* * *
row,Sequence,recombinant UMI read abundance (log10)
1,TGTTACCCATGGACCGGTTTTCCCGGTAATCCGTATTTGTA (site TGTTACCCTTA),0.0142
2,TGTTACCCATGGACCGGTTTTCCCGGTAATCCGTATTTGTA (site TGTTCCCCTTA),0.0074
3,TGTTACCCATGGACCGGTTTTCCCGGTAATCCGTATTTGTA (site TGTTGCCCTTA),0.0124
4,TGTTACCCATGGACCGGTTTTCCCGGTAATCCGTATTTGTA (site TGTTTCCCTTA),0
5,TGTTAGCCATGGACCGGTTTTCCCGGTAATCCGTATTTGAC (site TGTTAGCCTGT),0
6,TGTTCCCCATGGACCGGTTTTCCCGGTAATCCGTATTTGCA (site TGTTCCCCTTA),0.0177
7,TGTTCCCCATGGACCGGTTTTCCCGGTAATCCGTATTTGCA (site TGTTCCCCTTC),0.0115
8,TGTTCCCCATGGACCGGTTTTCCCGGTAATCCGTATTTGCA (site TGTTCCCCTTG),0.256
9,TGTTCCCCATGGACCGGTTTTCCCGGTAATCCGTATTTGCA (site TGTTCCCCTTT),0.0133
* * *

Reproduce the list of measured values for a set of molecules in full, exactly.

row,Sequence,recombinant UMI read abundance (log10)
1,TGTTACCCATGGACCGGTTTTCCCGGTAATCCGTATTTGTA (site TGTTACCCTTA),0.0142
2,TGTTACCCATGGACCGGTTTTCCCGGTAATCCGTATTTGTA (site TGTTCCCCTTA),0.0074
3,TGTTACCCATGGACCGGTTTTCCCGGTAATCCGTATTTGTA (site TGTTGCCCTTA),0.0124
4,TGTTACCCATGGACCGGTTTTCCCGGTAATCCGTATTTGTA (site TGTTTCCCTTA),0
5,TGTTAGCCATGGACCGGTTTTCCCGGTAATCCGTATTTGAC (site TGTTAGCCTGT),0
6,TGTTCCCCATGGACCGGTTTTCCCGGTAATCCGTATTTGCA (site TGTTCCCCTTA),0.0177
7,TGTTCCCCATGGACCGGTTTTCCCGGTAATCCGTATTTGCA (site TGTTCCCCTTC),0.0115
8,TGTTCCCCATGGACCGGTTTTCCCGGTAATCCGTATTTGCA (site TGTTCCCCTTG),0.256
9,TGTTCCCCATGGACCGGTTTTCCCGGTAATCCGTATTTGCA (site TGTTCCCCTTT),0.0133